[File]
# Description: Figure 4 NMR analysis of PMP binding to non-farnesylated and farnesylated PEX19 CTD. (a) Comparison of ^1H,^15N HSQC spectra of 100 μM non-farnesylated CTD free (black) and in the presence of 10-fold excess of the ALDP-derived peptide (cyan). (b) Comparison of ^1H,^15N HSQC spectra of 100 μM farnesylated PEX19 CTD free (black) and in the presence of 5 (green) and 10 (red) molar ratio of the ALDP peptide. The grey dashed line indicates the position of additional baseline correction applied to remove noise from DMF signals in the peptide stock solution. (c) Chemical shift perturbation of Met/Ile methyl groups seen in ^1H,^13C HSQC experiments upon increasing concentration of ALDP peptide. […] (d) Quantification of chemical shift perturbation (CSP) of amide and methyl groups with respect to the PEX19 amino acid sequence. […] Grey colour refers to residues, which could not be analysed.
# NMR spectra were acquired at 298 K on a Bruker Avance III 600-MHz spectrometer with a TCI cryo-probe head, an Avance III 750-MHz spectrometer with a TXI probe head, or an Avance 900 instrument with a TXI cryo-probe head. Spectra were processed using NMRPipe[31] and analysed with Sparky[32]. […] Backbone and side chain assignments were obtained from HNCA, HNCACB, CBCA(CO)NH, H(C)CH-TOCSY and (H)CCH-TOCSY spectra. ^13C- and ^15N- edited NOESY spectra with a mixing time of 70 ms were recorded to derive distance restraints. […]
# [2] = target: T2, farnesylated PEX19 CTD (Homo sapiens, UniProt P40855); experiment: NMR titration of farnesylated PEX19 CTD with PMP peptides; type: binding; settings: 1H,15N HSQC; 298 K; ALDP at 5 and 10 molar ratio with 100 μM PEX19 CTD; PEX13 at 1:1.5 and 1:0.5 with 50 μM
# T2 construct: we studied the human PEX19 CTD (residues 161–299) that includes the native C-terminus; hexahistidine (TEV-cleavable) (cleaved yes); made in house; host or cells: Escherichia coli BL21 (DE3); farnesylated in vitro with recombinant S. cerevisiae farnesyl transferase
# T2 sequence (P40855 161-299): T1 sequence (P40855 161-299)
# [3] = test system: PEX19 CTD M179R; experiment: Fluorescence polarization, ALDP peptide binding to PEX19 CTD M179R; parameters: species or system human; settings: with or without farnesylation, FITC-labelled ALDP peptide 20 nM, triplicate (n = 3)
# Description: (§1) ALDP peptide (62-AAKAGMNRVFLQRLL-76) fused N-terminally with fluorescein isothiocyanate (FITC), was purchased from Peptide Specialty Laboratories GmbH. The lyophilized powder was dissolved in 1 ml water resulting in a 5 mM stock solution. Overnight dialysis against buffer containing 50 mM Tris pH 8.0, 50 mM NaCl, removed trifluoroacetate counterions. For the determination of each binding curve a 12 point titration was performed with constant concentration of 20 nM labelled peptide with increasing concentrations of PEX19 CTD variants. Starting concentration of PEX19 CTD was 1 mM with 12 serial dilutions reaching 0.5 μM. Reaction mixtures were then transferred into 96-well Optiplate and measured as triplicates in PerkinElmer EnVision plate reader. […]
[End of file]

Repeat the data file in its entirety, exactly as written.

# Description: Figure 4 NMR analysis of PMP binding to non-farnesylated and farnesylated PEX19 CTD. (a) Comparison of ^1H,^15N HSQC spectra of 100 μM non-farnesylated CTD free (black) and in the presence of 10-fold excess of the ALDP-derived peptide (cyan). (b) Comparison of ^1H,^15N HSQC spectra of 100 μM farnesylated PEX19 CTD free (black) and in the presence of 5 (green) and 10 (red) molar ratio of the ALDP peptide. The grey dashed line indicates the position of additional baseline correction applied to remove noise from DMF signals in the peptide stock solution. (c) Chemical shift perturbation of Met/Ile methyl groups seen in ^1H,^13C HSQC experiments upon increasing concentration of ALDP peptide. […] (d) Quantification of chemical shift perturbation (CSP) of amide and methyl groups with respect to the PEX19 amino acid sequence. […] Grey colour refers to residues, which could not be analysed.
# NMR spectra were acquired at 298 K on a Bruker Avance III 600-MHz spectrometer with a TCI cryo-probe head, an Avance III 750-MHz spectrometer with a TXI probe head, or an Avance 900 instrument with a TXI cryo-probe head. Spectra were processed using NMRPipe[31] and analysed with Sparky[32]. […] Backbone and side chain assignments were obtained from HNCA, HNCACB, CBCA(CO)NH, H(C)CH-TOCSY and (H)CCH-TOCSY spectra. ^13C- and ^15N- edited NOESY spectra with a mixing time of 70 ms were recorded to derive distance restraints. […]
# [2] = target: T2, farnesylated PEX19 CTD (Homo sapiens, UniProt P40855); experiment: NMR titration of farnesylated PEX19 CTD with PMP peptides; type: binding; settings: 1H,15N HSQC; 298 K; ALDP at 5 and 10 molar ratio with 100 μM PEX19 CTD; PEX13 at 1:1.5 and 1:0.5 with 50 μM
# T2 construct: we studied the human PEX19 CTD (residues 161–299) that includes the native C-terminus; hexahistidine (TEV-cleavable) (cleaved yes); made in house; host or cells: Escherichia coli BL21 (DE3); farnesylated in vitro with recombinant S. cerevisiae farnesyl transferase
# T2 sequence (P40855 161-299): T1 sequence (P40855 161-299)
# [3] = test system: PEX19 CTD M179R; experiment: Fluorescence polarization, ALDP peptide binding to PEX19 CTD M179R; parameters: species or system human; settings: with or without farnesylation, FITC-labelled ALDP peptide 20 nM, triplicate (n = 3)
# Description: (§1) ALDP peptide (62-AAKAGMNRVFLQRLL-76) fused N-terminally with fluorescein isothiocyanate (FITC), was purchased from Peptide Specialty Laboratories GmbH. The lyophilized powder was dissolved in 1 ml water resulting in a 5 mM stock solution. Overnight dialysis against buffer containing 50 mM Tris pH 8.0, 50 mM NaCl, removed trifluoroacetate counterions. For the determination of each binding curve a 12 point titration was performed with constant concentration of 20 nM labelled peptide with increasing concentrations of PEX19 CTD variants. Starting concentration of PEX19 CTD was 1 mM with 12 serial dilutions reaching 0.5 μM. Reaction mixtures were then transferred into 96-well Optiplate and measured as triplicates in PerkinElmer EnVision plate reader. […]